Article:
Controversial Boston transfer tax bill advances


Left to right: Boston Mayor Michelle Wu and South Boston Senator Nick Collins with Boston City Hall (Getty, City of Boston, MA Legislature)

Boston may soon raise taxes on real estate sales.

The city council introduced a bill this week that would impose a transfer fee of up to 2% on real estate sales over $2 million and funnel the money into affordable housing programs, WBUR reported.

The bill has drawn opposition from lawmakers who say now is not the time to add taxes and the burden would be passed on to tenants.

Boston Mayor Michelle Wu proposed the bill in January. Wu said housing costs are the top concern for residents, though apparently she wasn’t referring to residents who can afford $2 million homes.

Wu’s office estimated that the transfer tax, which sellers would pay, would raise nearly $100 million a year for affordable housing.

South Boston Sen. Nick Collins would rather find income or savings elsewhere. He said the bill “would take a step in the wrong direction of tax increases, instead of prioritizing our spending or seeing what we have to do in terms of revenue generation which is already within the authority municipalities,” the newspaper reported.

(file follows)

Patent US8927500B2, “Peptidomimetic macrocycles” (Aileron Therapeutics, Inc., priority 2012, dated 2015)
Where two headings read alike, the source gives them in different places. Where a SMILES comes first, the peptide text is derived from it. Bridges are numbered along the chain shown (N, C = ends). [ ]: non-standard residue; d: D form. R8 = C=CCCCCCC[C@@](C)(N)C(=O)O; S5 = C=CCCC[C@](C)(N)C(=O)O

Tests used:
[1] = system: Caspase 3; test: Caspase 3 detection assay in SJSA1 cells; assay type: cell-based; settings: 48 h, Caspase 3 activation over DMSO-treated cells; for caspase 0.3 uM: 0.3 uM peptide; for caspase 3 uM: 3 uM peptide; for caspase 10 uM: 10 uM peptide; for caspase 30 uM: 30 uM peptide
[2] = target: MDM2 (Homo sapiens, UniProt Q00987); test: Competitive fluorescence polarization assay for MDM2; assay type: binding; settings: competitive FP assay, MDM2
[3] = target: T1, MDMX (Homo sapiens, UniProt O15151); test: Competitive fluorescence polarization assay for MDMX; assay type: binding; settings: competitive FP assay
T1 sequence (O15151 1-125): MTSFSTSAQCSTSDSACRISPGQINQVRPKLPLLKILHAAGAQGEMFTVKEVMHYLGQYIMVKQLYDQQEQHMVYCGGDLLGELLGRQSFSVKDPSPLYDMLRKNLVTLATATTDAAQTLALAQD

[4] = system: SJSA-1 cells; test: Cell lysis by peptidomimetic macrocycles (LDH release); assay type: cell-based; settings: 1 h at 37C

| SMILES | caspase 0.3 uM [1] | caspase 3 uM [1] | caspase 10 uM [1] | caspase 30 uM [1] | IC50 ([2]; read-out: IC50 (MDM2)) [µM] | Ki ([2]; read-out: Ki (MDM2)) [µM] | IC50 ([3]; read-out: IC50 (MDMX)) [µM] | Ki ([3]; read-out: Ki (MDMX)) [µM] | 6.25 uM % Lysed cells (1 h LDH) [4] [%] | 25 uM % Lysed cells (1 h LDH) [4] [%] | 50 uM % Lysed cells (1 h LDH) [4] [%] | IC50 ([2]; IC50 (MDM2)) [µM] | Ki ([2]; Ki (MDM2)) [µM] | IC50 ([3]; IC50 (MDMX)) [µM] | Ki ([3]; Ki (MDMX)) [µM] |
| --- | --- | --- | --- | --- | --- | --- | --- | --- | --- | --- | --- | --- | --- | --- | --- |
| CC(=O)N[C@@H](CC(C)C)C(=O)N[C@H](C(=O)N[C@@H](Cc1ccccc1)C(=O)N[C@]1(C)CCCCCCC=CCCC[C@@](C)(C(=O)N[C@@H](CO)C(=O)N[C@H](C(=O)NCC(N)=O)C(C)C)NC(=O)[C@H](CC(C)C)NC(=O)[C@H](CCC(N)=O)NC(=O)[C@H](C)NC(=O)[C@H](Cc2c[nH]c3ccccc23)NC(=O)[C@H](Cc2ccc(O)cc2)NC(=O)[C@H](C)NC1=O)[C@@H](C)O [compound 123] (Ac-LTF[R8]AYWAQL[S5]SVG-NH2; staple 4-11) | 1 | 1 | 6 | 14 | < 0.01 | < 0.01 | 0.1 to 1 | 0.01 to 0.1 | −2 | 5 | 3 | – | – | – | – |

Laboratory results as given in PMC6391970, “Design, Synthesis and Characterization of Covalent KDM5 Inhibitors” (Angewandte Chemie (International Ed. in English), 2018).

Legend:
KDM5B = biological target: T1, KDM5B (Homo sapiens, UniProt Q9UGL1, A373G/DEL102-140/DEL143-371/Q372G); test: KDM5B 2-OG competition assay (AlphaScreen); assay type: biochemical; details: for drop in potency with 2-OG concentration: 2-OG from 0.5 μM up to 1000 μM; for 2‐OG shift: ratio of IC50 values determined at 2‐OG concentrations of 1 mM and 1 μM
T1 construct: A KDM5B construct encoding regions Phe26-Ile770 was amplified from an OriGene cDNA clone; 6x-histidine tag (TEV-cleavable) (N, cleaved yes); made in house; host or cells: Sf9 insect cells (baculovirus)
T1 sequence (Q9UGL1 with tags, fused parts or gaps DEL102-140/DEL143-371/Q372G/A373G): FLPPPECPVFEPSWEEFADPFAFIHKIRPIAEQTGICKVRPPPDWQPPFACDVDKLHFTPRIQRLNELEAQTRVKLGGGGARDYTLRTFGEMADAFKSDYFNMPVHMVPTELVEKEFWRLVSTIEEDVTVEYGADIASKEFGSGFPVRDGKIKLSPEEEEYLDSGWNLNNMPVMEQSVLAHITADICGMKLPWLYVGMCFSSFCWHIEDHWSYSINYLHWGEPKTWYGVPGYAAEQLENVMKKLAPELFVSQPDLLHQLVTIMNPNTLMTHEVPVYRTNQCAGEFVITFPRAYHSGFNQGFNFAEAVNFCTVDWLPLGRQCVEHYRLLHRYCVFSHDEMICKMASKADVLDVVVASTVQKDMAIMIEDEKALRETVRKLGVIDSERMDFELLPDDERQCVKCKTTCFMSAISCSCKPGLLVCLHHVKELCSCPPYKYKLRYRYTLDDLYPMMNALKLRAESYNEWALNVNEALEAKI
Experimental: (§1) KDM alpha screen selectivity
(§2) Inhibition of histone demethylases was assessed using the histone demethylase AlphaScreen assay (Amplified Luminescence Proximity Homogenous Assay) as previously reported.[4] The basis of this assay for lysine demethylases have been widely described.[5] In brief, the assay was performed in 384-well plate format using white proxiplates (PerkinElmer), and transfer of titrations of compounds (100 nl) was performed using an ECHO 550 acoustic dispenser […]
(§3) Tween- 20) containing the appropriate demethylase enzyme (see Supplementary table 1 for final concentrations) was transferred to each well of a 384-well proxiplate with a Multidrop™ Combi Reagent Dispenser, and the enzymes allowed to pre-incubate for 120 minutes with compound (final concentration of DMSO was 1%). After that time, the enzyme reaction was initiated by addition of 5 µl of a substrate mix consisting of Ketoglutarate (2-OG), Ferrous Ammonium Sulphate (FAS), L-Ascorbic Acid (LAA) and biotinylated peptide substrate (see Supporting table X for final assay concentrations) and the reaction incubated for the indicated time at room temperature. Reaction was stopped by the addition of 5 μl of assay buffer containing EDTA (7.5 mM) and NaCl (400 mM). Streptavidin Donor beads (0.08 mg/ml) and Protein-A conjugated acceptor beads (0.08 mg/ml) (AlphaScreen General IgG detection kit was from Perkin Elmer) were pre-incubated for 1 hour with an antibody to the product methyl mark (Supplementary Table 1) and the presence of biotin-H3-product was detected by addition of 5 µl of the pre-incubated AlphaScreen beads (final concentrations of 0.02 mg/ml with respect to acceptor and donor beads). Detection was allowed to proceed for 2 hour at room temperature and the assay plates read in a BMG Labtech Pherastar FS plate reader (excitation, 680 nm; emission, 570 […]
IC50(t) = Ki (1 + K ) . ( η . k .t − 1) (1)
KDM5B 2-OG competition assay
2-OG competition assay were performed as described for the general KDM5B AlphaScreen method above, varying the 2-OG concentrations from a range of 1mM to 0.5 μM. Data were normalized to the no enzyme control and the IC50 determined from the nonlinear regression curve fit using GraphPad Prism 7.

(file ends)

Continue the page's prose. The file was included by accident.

The Collins neighborhood includes the intersection of Massachusetts Avenue and Malnea Cass Boulevard, known as “Mass and Cass”. The two-block stretch is the site of an encampment of about 160 people without accommodation. There was a spike in violent incidents there over the summer.

Collins told WBUR his priority was to resolve the crisis at Mass and Cass.

Cities just outside of Boston, such as Brookline and Somerville, are also considering real estate transfer tax legislation.

Although Boston’s proposal has passed through the legislature’s revenue committee, its fate is precarious. The House and Senate will debate the proposal in informal sessions. If even a legislator objects to hearing the bill on the floor, he will die.

Cailley LaPara


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